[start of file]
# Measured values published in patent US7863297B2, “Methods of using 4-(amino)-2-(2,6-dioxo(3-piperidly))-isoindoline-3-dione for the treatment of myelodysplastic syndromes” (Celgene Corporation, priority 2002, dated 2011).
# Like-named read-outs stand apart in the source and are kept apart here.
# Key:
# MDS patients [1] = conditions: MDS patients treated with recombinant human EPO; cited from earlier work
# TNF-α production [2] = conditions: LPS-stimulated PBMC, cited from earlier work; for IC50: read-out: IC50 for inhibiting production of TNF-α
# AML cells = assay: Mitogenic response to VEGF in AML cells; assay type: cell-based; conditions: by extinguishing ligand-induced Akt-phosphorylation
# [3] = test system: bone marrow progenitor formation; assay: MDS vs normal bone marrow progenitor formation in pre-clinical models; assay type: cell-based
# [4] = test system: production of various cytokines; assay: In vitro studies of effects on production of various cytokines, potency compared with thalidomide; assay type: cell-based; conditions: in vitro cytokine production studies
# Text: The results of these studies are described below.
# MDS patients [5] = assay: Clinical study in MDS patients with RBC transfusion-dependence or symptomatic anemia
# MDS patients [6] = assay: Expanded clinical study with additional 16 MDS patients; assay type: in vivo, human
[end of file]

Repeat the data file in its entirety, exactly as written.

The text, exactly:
# Measured values published in patent US7863297B2, “Methods of using 4-(amino)-2-(2,6-dioxo(3-piperidly))-isoindoline-3-dione for the treatment of myelodysplastic syndromes” (Celgene Corporation, priority 2002, dated 2011).
# Like-named read-outs stand apart in the source and are kept apart here.
# Key:
# MDS patients [1] = conditions: MDS patients treated with recombinant human EPO; cited from earlier work
# TNF-α production [2] = conditions: LPS-stimulated PBMC, cited from earlier work; for IC50: read-out: IC50 for inhibiting production of TNF-α
# AML cells = assay: Mitogenic response to VEGF in AML cells; assay type: cell-based; conditions: by extinguishing ligand-induced Akt-phosphorylation
# [3] = test system: bone marrow progenitor formation; assay: MDS vs normal bone marrow progenitor formation in pre-clinical models; assay type: cell-based
# [4] = test system: production of various cytokines; assay: In vitro studies of effects on production of various cytokines, potency compared with thalidomide; assay type: cell-based; conditions: in vitro cytokine production studies
# Text: The results of these studies are described below.
# MDS patients [5] = assay: Clinical study in MDS patients with RBC transfusion-dependence or symptomatic anemia
# MDS patients [6] = assay: Expanded clinical study with additional 16 MDS patients; assay type: in vivo, human